HARRISBURG, Pa. (WHTM) – A Harrisburg group continues to help former prison inmates to leave their criminal records in the past and start fresh.

According to Clean Slate Pennsylvania, 3 million people have a record. Those people face barriers that stop them from building stability for themselves and their families.

“Once our time is done, it should be done period,” said community activist Keenan Hudson.

On Saturday, more than 100 people gathered for the 2nd Annual ‘TimeDone’ day.

It’s an event put on by a national non-profit organization, TimeDone and Breaking The Chainz, Inc. In Harrisburg.

The idea is to share resources and hope with those with a record.

“So that people can begin to live their lives in ways that shift the narrative around what a person with a record looks like,” said TimeDone organizer Ingrid Archie.

“We help individuals with record expungement, we help them understand the process, then we help them understand how important it is to get past the barriers that they face,” said Pennsylvania state chapter coordinator for TimeDone, Dr. Kevin Dolphin.

According to the National Inventory of Collateral Consequences of Conviction
, in Pennsylvania, there are more than 800 laws and restrictions that prevent those with a record from securing employment, housing, education, and more.

“I actually spent a lot of years in prison myself…..During the time of return to society it was a struggle to sometimes get a job, you know you could get to an interview but it’s totally up to the discretion of the hiring manager but once you know figure out and you tell them you have a felony or a record, they are quick to put your application to the side,” said Hudson.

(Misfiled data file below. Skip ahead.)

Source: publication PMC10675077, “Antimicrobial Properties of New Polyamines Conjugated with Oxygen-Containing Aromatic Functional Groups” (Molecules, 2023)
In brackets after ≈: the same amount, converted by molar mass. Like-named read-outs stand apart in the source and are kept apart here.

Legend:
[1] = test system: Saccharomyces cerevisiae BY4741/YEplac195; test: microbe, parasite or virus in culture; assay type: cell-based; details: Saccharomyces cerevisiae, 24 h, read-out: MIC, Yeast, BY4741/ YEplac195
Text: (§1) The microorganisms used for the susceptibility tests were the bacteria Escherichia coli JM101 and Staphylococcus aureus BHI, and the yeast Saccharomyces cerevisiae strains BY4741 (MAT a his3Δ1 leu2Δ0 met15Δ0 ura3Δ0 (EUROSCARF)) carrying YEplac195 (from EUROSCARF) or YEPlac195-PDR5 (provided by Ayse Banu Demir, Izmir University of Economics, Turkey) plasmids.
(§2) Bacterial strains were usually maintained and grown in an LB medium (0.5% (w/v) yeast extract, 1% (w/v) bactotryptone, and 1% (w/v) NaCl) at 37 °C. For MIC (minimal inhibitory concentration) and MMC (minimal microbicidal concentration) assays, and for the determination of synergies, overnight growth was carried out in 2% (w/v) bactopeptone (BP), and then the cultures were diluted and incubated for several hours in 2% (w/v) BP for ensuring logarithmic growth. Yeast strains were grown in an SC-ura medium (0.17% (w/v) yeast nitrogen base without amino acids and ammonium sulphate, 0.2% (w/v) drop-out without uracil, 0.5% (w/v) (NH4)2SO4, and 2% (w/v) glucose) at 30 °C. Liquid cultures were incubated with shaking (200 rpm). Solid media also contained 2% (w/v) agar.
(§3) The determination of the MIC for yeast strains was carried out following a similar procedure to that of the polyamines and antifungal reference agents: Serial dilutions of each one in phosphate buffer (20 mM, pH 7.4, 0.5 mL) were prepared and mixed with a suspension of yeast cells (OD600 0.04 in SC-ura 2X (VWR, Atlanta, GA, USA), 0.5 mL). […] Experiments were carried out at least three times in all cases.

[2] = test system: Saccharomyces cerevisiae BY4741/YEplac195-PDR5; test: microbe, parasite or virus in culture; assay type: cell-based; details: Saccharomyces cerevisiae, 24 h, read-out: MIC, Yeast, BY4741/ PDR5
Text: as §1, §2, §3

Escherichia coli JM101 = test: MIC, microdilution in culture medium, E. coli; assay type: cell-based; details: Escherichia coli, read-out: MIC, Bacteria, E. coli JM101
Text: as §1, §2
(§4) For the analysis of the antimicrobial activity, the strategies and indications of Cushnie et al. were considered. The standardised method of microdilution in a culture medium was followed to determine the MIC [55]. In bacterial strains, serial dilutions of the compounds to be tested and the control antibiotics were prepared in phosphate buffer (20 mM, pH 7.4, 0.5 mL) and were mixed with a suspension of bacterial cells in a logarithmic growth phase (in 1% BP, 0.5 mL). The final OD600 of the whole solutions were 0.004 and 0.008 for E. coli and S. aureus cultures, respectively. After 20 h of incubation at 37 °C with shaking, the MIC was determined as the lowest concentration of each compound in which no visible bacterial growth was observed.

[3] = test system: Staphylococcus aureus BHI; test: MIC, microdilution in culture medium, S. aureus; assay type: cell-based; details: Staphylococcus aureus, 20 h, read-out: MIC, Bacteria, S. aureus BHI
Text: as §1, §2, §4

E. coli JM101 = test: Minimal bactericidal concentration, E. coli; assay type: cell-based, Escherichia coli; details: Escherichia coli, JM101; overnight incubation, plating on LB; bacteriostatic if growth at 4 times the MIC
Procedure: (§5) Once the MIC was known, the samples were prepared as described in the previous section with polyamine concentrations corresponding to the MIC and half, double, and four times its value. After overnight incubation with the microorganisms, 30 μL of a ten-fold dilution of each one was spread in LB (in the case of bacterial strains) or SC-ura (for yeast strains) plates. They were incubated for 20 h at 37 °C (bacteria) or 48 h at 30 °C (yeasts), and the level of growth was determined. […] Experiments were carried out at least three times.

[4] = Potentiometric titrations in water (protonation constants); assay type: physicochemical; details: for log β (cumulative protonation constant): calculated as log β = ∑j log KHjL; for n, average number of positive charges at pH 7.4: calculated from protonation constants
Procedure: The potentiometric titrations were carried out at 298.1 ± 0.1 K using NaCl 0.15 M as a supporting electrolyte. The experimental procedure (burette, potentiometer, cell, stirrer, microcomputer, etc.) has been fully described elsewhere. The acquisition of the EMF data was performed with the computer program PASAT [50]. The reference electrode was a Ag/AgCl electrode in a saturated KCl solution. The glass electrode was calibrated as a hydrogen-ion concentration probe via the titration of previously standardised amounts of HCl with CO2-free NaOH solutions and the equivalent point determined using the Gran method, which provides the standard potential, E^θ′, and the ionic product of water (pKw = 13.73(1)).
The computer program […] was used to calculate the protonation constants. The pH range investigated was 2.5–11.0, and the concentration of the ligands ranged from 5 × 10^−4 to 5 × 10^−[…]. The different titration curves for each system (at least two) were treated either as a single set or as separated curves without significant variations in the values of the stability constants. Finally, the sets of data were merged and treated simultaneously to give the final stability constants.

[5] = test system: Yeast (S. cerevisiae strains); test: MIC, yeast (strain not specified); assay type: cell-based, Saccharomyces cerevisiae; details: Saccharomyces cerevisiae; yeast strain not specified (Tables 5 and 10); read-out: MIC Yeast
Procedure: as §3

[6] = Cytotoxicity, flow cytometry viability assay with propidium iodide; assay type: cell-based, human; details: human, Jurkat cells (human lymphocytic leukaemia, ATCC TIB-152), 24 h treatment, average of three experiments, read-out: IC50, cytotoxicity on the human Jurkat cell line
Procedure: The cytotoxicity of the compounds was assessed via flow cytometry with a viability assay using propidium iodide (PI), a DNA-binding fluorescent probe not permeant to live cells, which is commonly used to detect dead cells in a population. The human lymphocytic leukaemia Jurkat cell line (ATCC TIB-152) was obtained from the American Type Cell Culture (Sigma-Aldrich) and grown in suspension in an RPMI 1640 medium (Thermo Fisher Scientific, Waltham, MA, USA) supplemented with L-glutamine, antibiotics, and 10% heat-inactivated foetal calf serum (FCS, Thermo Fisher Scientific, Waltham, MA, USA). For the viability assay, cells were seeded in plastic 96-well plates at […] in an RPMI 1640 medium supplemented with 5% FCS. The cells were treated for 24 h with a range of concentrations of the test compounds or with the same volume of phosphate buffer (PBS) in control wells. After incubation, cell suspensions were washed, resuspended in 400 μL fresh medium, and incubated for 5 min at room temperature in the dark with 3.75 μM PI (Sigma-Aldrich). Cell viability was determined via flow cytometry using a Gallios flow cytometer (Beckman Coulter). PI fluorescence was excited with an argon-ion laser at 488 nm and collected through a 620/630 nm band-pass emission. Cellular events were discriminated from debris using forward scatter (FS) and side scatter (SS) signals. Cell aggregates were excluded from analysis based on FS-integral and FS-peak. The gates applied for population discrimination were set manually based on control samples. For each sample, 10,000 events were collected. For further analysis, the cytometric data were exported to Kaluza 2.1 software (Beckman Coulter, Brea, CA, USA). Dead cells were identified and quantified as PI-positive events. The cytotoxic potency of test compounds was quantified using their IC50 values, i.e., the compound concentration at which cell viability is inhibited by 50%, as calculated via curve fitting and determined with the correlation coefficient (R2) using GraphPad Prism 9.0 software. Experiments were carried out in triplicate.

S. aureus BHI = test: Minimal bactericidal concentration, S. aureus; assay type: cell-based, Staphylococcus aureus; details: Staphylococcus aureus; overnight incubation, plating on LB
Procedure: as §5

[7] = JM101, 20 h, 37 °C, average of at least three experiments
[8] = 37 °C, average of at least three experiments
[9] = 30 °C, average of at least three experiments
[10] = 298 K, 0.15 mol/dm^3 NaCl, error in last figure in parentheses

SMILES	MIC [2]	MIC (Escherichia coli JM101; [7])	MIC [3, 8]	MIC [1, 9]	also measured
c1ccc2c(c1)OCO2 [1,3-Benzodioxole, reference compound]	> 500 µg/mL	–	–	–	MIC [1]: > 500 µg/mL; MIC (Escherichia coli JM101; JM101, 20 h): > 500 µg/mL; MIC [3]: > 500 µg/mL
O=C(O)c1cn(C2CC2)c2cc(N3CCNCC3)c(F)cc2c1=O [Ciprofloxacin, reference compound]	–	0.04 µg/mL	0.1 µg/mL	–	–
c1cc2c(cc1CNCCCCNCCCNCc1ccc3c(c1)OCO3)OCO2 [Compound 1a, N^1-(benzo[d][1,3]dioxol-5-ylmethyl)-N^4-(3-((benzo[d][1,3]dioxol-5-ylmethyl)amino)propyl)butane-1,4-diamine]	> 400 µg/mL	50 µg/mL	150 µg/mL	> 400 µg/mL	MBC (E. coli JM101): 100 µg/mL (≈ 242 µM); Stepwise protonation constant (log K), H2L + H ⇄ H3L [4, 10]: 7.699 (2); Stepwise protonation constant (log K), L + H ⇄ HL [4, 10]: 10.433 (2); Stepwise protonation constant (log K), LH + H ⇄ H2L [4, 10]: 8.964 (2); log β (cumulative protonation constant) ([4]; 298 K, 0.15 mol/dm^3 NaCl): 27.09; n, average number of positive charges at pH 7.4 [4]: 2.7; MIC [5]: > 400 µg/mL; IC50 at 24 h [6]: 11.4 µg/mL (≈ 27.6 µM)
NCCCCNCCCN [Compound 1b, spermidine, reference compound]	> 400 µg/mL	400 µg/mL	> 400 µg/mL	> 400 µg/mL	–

Hudson was eventually able to get that fresh start.

“I was able to reform my life, start businesses and do the right thing for the community,” said Hudson.

Those who have been able to help those with a past record say, it’s a feeling like no other.

“It’s like watching a baby grow up,” said community member Dorothy Scott.

“Oh man, it’s very rewarding, more than anything else I feel blessed because I’m able to see people change their lives,” said Dolphin.  

If you’re someone with a past criminal history, there is hope for a second chance.

“I just wanna say that for anybody out there that’s listening to this if you have a criminal record or if you’ve been through some type of struggle with the system just know there is hope,” said Hudson.